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About linux : Search-for-a-String-and-retrieve-the-line-having-it-and-all-lines-following-it-until-another-specific-pattern

Question Detail

Using linux, I want to search a text file for the string Blah and then return the line full line that contained the string and all the lines following the pattern up until a line that contains the word Failed.

For example,

Test Case Name "Blah"
Error 1
Error 2
Error 3
Failed
Test Case Name "Foo"
Pass
Test Case Name "Red"
Pass

In the above, I want to search for “Blah”, and then return:

Test Case Name "Blah"
Error 1
Error 2
Error 3

Up until the line Failed. There can be any number of “Error” lines between Blah and Failed.

Follow up to make it faster

Both sed and awk options worked.

sed '/Blah/!d;:a;n;/Failed/d;ba' file

and

awk '/Failed/{p=0}/Blah/{p=1}p;' file

However, I noticed that while returning the expected outcome is quite fast, it takes ages to exit. Maybe these commands are recurrently searching for Blah and given that it appears only once, they run until the end-of-file.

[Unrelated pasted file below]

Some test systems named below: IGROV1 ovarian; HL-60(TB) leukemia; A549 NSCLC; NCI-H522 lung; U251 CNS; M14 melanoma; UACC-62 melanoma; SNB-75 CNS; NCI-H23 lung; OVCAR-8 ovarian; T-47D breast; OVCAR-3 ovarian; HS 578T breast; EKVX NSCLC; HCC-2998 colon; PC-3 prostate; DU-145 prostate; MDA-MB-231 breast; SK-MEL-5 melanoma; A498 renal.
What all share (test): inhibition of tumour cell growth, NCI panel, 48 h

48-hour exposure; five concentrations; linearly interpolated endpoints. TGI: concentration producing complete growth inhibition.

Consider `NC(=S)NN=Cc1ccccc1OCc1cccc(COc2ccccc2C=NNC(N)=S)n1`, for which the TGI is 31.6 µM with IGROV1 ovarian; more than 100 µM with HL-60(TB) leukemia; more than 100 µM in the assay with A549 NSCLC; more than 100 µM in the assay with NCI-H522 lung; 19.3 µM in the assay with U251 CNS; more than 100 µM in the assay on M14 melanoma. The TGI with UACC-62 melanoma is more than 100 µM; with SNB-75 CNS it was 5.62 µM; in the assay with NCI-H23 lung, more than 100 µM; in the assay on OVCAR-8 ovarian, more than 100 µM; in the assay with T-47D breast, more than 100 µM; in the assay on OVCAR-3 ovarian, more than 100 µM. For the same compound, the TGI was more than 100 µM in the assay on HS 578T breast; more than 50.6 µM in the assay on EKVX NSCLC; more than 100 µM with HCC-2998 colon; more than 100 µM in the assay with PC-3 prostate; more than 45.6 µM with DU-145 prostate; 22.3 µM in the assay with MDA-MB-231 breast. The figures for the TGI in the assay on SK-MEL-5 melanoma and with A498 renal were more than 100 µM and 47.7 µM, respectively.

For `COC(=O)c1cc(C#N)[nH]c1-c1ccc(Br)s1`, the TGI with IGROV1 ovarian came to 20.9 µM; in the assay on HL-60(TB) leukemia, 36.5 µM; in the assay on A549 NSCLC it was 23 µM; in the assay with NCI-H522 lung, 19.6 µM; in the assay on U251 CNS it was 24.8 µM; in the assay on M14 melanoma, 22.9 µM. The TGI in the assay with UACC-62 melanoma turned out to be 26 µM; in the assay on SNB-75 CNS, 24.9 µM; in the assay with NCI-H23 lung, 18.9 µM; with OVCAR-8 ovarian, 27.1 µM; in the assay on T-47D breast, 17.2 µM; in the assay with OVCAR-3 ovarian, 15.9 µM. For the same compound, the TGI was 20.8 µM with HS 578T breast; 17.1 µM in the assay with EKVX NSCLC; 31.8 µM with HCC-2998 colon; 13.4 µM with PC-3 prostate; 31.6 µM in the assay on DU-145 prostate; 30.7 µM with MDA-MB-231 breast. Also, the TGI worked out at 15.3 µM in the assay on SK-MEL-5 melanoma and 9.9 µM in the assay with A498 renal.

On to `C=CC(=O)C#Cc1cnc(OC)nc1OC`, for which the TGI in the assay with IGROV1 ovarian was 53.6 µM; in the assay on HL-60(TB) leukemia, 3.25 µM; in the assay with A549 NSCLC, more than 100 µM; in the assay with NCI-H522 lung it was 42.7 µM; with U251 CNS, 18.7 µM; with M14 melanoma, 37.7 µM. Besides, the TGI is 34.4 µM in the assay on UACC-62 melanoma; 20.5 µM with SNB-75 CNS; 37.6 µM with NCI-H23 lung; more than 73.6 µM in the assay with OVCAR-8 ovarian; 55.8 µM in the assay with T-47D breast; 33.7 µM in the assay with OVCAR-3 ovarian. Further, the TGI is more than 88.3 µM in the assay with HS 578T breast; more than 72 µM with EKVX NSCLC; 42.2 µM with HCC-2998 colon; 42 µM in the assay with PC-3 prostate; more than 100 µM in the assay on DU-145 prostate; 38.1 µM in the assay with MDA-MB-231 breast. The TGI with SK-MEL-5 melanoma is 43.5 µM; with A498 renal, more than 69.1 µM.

This would not be much of a problem but I’m working with a file that contains 10 million lines and for now it is painfully slowly.

Any suggestions on how to exit after finding both lines containing Blah and Failed would be much appreciated.

Thanks!

Question Answer

With sed:

sed '/Blah/,/Failed/!d;//{1!d;}' file
  • /Blah/: match lines from Blahto Failed
  • !d: do not delete previous matching lines
  • //{1!d;}: from lines matching the addresses (that is Blahand Failed), do not delete the first one 1!d.

This might work for you (GNU sed):

sed -n '/Blah/,/Failed/{/Failed/!p}' file

Print the lines between and including Blah to Failed unless the line contains Failed.

    sed ':a;/Blah/!d;:b;n;/Failed/ba;bb' file

If a line does not contain Blah delete it. Otherwise, print the current line and fetch the next (n). If this line contains Failed delete it and begin next iteration. Otherwise, repeat until successful or end-of-file.

The first solution prevents Blah and Failed being printed if they inhabit the same line. The second alternative, allows this.

would you like do with awk?
awk '/Failed/{p=0}/Blah/{p=1}p;' file will works for you.

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